In the month of November, 2017, a two-day “Media for Social Change” workshop focused on blog writing was presented by YES FOUNDATION, organised by Breakthrough India and facilitated by Shailza Rai. The facilitator used theater games, debate and writing exercises to take its participants through the process of writing on gender and sexuality. This blog post is a product of this process.
January 27, 2017
It was a sunny morning with a few clouds that mellowed the sun’s bright rays. I remember standing on an ornamental yellow brick bridge with a stream flowing under silently, in a park with little hills of fresh green grass spanning across the horizon. I know there were people in the park, however, they were far away from where I stood. On the right, about fifty metres away, my eyes caught sight of large canopies of bright red Gulmohar flowers. Under the shade of the Gulmohar tree, I saw big snake-like creatures piled up on top of each other. There were four of them. The next moment I find myself standing next to the snakes whose heads or tails I could not see distinctly. I remember they were black, brown, one had patterned white and black scales and another had patterned brown and golden scales. They seemed like pythons, who were sleeping with their stomachs full. I walked over to those snakes. I do not remember being scared of them. On getting a closer look, I spotted a discarded white skin—one of the snakes had moulted. I remember thinking that this skin did not seem to be freshly shed.
This—a dream. In the conscious world, I am terrified of snakes.
Pythons, I am told, can sleep for days when they are full. When I think of the pythons in my dream, I wonder since when they had been in their stupor. I wonder what these pythons were full on. I wonder about the skin that had been shed by one of them. Is shedding away one’s skin like taking off one’s mask? What does taking off the mask mean? Amidst all these questions, a thought struck me. I wondered if the pythons were full of the truths that I have often disowned. The aspects of reality I chose to turn away from. This thought led to me fearing about what will happen when these pythons full on disavowal wake up from their stupor, hungry and ready to devour? Will then the suppressed truths threaten to come out in the open?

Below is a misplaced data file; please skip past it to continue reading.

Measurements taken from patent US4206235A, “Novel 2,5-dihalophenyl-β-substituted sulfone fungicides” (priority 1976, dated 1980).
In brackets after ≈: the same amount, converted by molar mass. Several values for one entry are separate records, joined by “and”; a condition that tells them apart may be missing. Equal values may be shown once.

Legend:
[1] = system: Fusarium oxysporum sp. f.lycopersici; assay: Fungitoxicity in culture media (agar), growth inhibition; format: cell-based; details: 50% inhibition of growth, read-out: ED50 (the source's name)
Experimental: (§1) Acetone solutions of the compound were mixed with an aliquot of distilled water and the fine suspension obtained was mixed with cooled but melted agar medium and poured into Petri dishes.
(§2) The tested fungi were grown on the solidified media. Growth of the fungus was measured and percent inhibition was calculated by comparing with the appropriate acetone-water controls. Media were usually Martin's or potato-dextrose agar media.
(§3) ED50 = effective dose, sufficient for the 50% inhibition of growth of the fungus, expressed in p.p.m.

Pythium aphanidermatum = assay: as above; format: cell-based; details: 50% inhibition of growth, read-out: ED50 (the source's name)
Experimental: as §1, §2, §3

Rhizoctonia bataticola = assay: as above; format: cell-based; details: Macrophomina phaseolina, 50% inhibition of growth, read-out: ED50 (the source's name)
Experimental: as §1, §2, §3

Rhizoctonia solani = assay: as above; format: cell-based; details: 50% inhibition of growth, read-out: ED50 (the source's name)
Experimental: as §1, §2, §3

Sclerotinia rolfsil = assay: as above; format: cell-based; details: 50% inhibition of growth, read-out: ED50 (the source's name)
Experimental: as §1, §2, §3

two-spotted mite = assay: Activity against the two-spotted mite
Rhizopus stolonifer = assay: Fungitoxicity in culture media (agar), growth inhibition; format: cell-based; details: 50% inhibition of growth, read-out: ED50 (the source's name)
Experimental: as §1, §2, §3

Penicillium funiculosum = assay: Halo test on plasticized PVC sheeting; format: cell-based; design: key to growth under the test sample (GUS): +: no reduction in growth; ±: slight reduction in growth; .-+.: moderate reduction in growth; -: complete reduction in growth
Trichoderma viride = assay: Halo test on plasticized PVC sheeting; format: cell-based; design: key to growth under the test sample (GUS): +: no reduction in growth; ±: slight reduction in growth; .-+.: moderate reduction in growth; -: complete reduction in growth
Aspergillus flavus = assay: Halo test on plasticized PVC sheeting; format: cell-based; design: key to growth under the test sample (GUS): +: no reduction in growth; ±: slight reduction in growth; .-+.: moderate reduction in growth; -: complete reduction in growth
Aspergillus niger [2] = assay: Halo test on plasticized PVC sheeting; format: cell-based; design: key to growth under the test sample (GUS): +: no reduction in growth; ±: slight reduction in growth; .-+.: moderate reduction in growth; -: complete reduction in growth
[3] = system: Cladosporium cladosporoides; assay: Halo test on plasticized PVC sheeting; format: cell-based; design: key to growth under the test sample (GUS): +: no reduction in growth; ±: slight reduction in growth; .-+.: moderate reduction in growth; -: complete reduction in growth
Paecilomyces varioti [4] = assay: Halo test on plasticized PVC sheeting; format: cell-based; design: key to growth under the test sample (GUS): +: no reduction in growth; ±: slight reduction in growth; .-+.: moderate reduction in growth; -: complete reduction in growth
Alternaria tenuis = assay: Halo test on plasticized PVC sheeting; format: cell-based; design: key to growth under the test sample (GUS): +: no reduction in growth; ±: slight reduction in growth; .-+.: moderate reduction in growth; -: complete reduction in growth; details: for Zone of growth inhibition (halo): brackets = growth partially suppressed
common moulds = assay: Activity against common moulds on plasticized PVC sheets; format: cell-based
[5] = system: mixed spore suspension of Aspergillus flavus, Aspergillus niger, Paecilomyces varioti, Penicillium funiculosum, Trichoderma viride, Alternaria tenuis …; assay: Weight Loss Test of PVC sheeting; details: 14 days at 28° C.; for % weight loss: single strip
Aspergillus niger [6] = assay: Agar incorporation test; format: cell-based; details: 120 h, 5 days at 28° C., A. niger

All of us have been in situations where we have unwillingly agreed to do things. For instance, we may have been party to a ruthless prank played on a friend who is petrified of darkness, just because everyone thought it would be funny. Or laughed along with the person who cracked misogynist jokes because resisting would be inconvenient and cause awkwardness. We may have let colleagues take the credit for work that we have done or allowed someone to take a free ride on the hard work of another person. I have been on both sides. I have taken advantage and been taken advantage of by other people, especially at workplaces. I would usually “go with the flow”, as that made life convenient for me. I have avoided confrontations in order to maintain relationships. I have thought silence at times was a better option than voicing my opinions, especially those in disagreement with the popular opinion.
I learnt the art of being a likeable person during my childhood. It was simple- resort to “politically correct statements” and voice fewer disagreements, make fewer dissensions. I observed that the act of questioning and disagreeing with people was not well received, so I adopted silence or agreed with the popular opinion. A non-rebellious posturing took me a long way, right into my adult life. However, with time, I realized the collateral damage sustained by doing this.